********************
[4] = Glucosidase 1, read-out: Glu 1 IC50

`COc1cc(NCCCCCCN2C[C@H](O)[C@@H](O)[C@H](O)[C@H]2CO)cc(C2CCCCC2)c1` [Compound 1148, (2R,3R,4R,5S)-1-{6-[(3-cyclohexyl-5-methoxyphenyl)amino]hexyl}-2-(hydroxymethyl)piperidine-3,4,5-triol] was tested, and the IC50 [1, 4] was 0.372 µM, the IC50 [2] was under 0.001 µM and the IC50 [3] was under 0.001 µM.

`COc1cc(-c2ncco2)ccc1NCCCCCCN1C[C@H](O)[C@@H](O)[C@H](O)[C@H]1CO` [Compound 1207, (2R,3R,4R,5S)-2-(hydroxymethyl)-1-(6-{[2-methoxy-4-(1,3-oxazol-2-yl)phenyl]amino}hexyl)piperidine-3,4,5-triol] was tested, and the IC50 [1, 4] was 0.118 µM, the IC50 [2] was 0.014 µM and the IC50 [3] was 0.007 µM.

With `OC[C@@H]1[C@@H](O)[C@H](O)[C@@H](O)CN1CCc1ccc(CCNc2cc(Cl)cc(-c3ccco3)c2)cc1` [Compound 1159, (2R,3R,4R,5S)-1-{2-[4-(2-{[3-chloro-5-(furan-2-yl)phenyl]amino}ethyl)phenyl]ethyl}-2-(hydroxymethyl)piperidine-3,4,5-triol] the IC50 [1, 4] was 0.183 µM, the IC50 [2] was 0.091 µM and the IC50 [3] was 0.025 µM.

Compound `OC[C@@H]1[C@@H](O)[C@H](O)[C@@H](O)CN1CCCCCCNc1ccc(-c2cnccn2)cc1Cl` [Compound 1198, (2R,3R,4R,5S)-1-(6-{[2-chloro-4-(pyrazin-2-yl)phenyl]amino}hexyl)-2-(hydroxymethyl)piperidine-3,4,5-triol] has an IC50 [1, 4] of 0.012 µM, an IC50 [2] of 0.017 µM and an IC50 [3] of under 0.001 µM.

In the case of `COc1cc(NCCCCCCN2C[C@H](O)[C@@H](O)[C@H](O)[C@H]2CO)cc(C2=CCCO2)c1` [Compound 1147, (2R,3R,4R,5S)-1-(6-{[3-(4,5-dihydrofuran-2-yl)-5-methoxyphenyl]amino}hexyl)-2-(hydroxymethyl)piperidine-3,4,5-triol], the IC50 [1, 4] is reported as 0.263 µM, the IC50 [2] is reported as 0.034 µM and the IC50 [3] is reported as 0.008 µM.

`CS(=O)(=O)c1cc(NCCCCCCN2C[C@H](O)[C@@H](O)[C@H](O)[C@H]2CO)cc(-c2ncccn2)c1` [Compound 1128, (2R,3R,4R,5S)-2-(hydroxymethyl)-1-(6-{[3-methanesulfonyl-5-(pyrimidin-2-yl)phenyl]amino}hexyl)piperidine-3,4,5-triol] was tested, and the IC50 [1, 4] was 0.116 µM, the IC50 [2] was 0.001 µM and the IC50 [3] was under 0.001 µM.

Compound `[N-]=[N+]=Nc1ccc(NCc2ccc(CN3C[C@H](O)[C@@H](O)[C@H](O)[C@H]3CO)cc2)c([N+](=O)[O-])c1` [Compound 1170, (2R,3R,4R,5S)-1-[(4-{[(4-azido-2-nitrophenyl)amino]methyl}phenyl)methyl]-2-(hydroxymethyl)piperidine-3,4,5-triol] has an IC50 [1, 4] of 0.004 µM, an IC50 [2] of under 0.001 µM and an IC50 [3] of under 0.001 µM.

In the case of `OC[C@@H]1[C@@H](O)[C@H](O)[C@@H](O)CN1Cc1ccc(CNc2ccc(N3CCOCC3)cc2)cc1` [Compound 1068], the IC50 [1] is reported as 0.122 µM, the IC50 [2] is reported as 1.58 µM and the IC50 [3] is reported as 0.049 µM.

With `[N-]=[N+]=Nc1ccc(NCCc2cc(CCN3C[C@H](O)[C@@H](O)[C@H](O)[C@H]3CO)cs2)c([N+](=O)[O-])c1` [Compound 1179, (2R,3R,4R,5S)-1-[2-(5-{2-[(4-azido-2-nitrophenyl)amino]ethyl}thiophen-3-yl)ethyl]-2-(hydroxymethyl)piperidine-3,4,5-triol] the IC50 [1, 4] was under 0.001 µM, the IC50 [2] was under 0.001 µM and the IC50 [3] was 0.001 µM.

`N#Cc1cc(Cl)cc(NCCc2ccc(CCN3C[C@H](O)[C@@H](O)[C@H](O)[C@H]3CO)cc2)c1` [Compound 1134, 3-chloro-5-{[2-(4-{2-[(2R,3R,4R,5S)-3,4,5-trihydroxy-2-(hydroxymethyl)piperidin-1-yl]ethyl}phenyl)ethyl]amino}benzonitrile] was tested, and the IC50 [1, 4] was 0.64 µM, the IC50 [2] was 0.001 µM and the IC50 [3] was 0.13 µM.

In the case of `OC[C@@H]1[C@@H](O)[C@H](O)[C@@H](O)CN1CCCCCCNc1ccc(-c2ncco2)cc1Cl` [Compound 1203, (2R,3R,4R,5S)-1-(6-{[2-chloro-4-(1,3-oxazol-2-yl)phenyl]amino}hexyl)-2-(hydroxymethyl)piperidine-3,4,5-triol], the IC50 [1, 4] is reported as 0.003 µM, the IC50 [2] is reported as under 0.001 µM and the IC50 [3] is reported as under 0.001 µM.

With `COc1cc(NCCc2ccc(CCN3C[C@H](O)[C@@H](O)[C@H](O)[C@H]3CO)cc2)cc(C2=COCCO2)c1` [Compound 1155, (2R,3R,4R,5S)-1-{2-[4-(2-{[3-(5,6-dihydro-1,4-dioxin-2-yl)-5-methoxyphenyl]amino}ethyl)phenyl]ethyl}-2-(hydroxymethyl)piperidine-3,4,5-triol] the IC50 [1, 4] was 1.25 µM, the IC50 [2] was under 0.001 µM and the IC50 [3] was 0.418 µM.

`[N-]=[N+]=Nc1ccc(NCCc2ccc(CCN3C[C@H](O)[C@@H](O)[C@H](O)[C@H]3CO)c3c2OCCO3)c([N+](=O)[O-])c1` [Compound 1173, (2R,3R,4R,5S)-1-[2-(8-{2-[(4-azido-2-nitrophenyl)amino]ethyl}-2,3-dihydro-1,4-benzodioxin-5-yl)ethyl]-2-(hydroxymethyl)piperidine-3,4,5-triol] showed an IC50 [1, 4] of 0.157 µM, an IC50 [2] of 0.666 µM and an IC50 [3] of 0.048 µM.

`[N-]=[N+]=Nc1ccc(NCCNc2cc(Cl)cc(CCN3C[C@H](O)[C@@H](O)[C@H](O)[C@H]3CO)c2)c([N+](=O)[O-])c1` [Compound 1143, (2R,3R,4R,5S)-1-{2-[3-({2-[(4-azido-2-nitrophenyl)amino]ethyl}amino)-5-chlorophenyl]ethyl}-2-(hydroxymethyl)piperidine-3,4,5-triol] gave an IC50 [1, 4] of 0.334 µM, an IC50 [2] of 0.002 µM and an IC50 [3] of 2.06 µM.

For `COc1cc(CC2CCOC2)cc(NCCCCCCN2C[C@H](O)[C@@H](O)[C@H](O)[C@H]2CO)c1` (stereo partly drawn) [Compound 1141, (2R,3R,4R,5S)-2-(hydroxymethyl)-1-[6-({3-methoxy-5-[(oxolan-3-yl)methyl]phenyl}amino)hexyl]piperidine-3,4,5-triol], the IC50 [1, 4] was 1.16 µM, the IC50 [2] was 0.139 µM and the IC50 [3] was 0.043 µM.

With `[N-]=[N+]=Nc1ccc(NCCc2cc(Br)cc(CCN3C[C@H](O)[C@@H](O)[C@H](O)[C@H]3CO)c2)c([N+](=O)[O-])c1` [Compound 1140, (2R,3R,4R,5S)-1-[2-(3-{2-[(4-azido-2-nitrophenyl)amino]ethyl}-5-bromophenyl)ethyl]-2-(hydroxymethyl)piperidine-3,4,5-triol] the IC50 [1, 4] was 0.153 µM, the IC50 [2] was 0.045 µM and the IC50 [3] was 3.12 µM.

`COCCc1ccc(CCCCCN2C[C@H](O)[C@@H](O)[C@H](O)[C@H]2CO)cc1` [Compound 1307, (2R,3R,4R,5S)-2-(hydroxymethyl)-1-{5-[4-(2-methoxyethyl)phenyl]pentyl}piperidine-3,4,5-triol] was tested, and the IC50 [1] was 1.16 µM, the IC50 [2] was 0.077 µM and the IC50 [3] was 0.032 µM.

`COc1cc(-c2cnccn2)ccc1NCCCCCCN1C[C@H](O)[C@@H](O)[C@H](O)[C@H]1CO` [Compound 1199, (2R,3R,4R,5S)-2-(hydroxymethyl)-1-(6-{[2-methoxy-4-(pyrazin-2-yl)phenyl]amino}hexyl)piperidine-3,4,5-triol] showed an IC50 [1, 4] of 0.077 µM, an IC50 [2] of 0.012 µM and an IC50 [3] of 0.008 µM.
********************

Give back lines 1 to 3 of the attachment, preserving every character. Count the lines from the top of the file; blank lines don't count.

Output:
[4] = Glucosidase 1, read-out: Glu 1 IC50

`COc1cc(NCCCCCCN2C[C@H](O)[C@@H](O)[C@H](O)[C@H]2CO)cc(C2CCCCC2)c1` [Compound 1148, (2R,3R,4R,5S)-1-{6-[(3-cyclohexyl-5-methoxyphenyl)amino]hexyl}-2-(hydroxymethyl)piperidine-3,4,5-triol] was tested, and the IC50 [1, 4] was 0.372 µM, the IC50 [2] was under 0.001 µM and the IC50 [3] was under 0.001 µM.

`COc1cc(-c2ncco2)ccc1NCCCCCCN1C[C@H](O)[C@@H](O)[C@H](O)[C@H]1CO` [Compound 1207, (2R,3R,4R,5S)-2-(hydroxymethyl)-1-(6-{[2-methoxy-4-(1,3-oxazol-2-yl)phenyl]amino}hexyl)piperidine-3,4,5-triol] was tested, and the IC50 [1, 4] was 0.118 µM, the IC50 [2] was 0.014 µM and the IC50 [3] was 0.007 µM.